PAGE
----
Wednesday, June 22, 2011

The federal budget IS debatable

When the latest federal budget was released, coverage of it in our local daily was somewhat one-sided. Apparently that's because in the narrow window between the budget release and the story deadline, there was only time enough to interview our Conservative MP for his (predictably supportive) comments. However, the Examiner was kind enough to publish my reactions from the Green Party perspective as a letter to the editor, reprinted below.

Federal budget doesn't receive a passing grade [presumably the title refers to my education career]

In her outgoing address, Auditor General Sheila Fraser noted three key areas of persistent failure: the plight of First Nations communities, the threat from crumbling infrastructure and the crisis posed by a rapidly changing climate. These three areas were core elements of the 2011 Green Party platform. Sadly, none were addressed in the June 6 regurgitated federal budget, beyond token measures.

Surprisingly, climate impacts threatening economic recovery are mentioned several times, but without connection to climate change. On page 37, food prices are linked to 'weather-driven supply constraints'. Costs to Canadian infrastructure and compensation due to extreme weather (driven by climate change) include $72 million to repair storm surge damage to small craft harbours (page 105), melting permafrost compromising arctic ice roads requiring $150 million for the Inuvik -- Tuktoyaktuk highway (page 102), and $470 million to farmers after extraordinary spring floods. These amounts are the tip of a very large iceberg, as Ms. Fraser warned.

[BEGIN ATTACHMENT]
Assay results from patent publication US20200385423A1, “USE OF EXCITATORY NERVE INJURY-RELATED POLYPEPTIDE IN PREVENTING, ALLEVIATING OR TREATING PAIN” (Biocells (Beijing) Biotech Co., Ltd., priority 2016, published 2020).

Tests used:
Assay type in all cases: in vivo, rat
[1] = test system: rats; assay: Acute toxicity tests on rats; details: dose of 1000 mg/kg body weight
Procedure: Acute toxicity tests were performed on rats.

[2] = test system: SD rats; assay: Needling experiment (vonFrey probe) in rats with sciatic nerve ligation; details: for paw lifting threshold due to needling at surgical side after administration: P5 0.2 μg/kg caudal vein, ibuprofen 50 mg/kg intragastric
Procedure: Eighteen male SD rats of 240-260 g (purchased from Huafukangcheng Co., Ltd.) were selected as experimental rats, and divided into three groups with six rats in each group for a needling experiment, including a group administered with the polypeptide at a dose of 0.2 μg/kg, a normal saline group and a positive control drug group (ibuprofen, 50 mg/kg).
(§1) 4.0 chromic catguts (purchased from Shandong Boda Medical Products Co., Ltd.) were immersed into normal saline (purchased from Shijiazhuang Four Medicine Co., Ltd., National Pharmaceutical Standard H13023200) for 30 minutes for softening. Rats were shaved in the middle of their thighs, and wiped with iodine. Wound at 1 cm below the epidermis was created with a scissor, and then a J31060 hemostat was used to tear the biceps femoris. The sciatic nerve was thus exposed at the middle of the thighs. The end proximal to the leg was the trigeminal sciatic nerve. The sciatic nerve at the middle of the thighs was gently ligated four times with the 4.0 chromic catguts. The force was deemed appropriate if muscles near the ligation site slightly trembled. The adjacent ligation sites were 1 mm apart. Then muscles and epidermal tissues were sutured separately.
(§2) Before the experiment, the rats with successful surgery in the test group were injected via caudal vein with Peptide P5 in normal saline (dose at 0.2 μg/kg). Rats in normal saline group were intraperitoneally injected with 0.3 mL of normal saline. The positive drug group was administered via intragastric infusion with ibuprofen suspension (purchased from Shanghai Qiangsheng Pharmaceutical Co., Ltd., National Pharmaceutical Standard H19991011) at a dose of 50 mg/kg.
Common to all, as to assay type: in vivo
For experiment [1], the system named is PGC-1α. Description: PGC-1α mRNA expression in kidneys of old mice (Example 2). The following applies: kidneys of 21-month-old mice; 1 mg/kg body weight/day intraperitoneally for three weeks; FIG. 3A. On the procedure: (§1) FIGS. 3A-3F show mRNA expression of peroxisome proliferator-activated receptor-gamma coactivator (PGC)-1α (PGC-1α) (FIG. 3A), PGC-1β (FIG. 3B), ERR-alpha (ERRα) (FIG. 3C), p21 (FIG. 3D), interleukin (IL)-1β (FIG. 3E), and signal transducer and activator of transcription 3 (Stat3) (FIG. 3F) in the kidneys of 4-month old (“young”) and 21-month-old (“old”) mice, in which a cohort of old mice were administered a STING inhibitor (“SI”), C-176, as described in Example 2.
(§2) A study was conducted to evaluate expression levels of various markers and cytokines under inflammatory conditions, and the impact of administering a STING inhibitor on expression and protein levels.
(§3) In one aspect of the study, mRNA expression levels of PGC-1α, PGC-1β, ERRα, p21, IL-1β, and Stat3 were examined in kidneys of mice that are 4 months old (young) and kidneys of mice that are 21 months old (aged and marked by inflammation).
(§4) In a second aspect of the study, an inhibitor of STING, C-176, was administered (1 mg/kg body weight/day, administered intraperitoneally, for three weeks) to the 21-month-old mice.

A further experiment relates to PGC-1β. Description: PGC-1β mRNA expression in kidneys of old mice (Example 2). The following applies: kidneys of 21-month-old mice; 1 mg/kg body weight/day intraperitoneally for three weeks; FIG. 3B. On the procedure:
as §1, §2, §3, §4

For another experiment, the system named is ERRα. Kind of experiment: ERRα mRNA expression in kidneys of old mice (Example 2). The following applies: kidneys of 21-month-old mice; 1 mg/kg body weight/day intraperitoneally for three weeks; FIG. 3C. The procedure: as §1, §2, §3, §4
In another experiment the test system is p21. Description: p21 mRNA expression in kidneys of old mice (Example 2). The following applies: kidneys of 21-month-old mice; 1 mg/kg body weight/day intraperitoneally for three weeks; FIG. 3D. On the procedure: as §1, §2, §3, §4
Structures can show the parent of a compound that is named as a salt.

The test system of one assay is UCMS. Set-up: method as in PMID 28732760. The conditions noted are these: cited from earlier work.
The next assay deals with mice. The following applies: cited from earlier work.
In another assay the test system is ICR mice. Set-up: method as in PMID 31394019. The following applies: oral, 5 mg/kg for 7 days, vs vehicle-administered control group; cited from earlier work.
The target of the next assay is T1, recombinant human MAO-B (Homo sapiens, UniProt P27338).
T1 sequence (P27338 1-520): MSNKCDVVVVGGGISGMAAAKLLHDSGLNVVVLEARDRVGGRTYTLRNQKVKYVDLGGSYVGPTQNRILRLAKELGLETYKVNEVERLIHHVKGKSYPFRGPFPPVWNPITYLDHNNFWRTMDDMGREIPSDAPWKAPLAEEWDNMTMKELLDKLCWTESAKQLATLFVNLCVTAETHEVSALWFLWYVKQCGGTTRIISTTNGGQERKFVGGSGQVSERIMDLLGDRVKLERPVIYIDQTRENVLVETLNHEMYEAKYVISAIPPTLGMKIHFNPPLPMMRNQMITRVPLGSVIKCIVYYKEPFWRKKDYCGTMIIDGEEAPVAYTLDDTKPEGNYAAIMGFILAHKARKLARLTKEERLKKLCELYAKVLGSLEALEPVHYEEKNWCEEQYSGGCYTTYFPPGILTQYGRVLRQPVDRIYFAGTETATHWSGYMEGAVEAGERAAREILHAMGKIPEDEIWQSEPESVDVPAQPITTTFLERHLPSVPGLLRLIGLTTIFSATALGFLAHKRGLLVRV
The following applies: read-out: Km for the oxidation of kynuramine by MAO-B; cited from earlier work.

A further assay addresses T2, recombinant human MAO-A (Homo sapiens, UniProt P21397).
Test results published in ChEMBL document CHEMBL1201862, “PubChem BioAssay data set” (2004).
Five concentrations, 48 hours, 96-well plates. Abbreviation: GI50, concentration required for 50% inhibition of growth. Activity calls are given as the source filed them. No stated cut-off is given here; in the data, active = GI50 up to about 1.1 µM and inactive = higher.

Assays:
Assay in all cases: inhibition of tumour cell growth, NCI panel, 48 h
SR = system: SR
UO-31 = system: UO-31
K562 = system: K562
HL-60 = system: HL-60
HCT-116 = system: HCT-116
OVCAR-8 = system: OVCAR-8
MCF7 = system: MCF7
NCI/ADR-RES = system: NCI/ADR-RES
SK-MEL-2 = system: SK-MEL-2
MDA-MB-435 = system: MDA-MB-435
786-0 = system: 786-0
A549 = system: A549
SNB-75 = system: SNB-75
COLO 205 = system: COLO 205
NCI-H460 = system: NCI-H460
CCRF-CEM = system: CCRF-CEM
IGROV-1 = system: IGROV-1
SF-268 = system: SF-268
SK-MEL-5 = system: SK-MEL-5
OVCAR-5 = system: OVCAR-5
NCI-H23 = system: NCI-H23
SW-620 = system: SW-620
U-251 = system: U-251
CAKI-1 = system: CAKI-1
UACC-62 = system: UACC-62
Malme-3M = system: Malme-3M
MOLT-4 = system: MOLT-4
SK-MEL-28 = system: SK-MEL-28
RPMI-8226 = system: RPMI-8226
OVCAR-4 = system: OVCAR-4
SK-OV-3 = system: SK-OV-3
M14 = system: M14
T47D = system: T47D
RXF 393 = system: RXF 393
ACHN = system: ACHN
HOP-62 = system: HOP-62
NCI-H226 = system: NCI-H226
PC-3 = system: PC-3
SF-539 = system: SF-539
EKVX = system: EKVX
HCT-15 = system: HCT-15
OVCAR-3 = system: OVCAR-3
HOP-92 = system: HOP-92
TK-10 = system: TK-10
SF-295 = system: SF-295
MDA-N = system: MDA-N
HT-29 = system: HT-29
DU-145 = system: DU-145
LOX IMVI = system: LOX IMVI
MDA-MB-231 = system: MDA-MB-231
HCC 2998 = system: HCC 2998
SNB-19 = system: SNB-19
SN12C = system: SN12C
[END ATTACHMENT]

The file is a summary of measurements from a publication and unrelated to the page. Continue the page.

On the fiscal front, extending corporate tax cuts helps only already-profitable corporations, while increasing employment insurance (EI) premiums $8 billion over the next five years squeezes the bottom line for all employers. If the goal is boosting jobs, this makes no economic sense. Neither do the billion-dollar annual handouts to the fossil fuel industry, or the extra $100 million in nuclear subsidies.

One bright light for local business was the restoration of ecoEnergy retrofits [as I have called for in previous columns].

Overall, not much good news, and not a great omen for the next four years.

Erich Jacoby-Hawkins
National Revenue critic
Green Party of Canada

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